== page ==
Fuel Cell Center Grand Opening
Kettering's Center for Fuel Cell Systems and Powertrain Integration will host a public open house Wednesday from 2-5 p.m. in Flint
The state's most advanced research site for fuel cell technology will open Wednesday, June 15, with ceremonies at the Kettering University Center for Fuel Cell Systems and Powertrain Integration in Flint.
The public is invited to celebrate the grand opening from 2-5 p.m. in Kettering's C.S. Mott Center for Engineering and Science. The event includes tours and fuel cell vehicles from General Motors, Ford, Toyota and U.S. Army hydrogen-powered vehicles. The open house, tours and displays are all free and open to the public.
(For directions, click here: http://admissions.kettering.edu/visit/directions.cfm )
The state-of-the-art fuel cell center has been a three-year dream of Dr. K. Joel Berry, head of Kettering's Mechanical Engineering Department and director of the Kettering Center for Fuel Cell Systems and Powertrain Integration. "This is important for Kettering because it provides an opportunity for the University to partner with Michigan and the nation for developing advanced technologies to accelerate the commercialization of fuel cell systems and components," Berry said. "It's also an opportunity for Kettering and the Center to play a vital role in the economic development of Flint, including the creation of jobs and wealth to improve the quality of life for citizens. Finally, we look forward to training the next generation of engineers who will develop future technologies to ensure a sustainable, and energy secure, environment."
Kettering's fuel cell center is approximately 10,000 square feet in the University's new science and engineering building. The University is already well known for its ability to transfer hands-on experiences to professional business and industry environments. This new center will accelerate these hands-on experiences to apply theory and learning in the latest technologies.
The center will house specialized equipment, instrumentation and infrastructure required to meet the vision, mission and goals of the center, Berry said. The goals include:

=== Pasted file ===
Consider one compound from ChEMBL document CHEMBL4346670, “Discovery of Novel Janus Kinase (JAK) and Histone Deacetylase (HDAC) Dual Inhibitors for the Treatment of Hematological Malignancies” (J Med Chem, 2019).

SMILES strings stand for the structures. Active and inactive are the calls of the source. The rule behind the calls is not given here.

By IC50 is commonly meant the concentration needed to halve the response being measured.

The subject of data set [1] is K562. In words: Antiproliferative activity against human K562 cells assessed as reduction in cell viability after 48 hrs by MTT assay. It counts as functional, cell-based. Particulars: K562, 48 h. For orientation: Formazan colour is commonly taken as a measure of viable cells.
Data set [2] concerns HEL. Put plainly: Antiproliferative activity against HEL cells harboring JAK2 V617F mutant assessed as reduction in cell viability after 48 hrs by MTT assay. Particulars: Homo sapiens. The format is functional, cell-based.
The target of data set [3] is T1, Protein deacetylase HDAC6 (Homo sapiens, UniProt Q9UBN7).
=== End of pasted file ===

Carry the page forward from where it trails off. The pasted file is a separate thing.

- excellence in fuel cell research, testing and evaluation, attracting the world's leading fuel cell developers, manufacturers and suppliers to the region, and developing companies for the emerging fuel cell industry.
The center will include state-of-the-art laboratories and other areas for fuel cell testing and research, staff support and an assembly and project display area, and a combined teaching studio and control room. The incubator renovations include basic office cubical support for up to 10 companies. Berry noted that the center holds promise to accelerate the development and commercialization of fuel cells for stationary and mobile applications. "It will also provide world-class fuel cell engineering education and help Michigan and the Midwest develop a trained workforce," he said.
"Our hope is to provide technological leadership in fuel cell R & D here at Kettering," Berry added, "leading to product commercialization and incubation for new and emerging companies that will spin-off and help create Kettering's Research and Technology Park."
For a story on the open house by Flint Journal Reporter Todd Seibt, visit: http://www.mlive.com/business/fljournal/index.ssf?/base/business-2/111857880288790.xml
For a story on Kettering's partnership with Flint's MTA that will put a fuel cell bus on Flint streets, visit: http://www.kettering.edu/news/archivedDetail.asp?storynum=264
For more information on Kettering's Center for Fuel Cell Systems and Powertrain Integration, visit: http://www.kettering.edu/mech_eng/mech_eng/KU___Fuel_Cells_Feb__20041.pdf
Compiled by Patricia Mroczek